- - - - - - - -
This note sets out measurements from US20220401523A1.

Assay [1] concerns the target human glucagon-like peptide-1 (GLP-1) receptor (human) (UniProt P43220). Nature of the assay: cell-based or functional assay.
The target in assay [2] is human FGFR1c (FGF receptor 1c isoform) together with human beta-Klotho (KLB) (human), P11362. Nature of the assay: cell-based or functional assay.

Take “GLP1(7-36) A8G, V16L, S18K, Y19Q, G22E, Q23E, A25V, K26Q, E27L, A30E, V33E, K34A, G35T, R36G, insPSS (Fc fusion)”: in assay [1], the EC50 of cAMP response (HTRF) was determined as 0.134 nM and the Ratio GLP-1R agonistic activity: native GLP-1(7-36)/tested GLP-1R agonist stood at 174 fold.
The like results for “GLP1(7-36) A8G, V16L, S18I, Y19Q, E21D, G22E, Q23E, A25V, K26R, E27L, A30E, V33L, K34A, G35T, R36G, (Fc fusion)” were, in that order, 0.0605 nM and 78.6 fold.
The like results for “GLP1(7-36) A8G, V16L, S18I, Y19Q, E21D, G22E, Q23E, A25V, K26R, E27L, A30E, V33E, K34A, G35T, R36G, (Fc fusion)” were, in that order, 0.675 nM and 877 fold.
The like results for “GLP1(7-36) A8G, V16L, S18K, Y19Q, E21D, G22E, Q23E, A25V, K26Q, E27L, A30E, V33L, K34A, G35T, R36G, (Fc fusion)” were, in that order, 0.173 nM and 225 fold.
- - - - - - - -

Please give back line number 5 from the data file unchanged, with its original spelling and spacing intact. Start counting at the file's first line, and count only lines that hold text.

The like results for “GLP1(7-36) A8G, V16L, S18I, Y19Q, E21D, G22E, Q23E, A25V, K26R, E27L, A30E, V33L, K34A, G35T, R36G, (Fc fusion)” were, in that order, 0.0605 nM and 78.6 fold.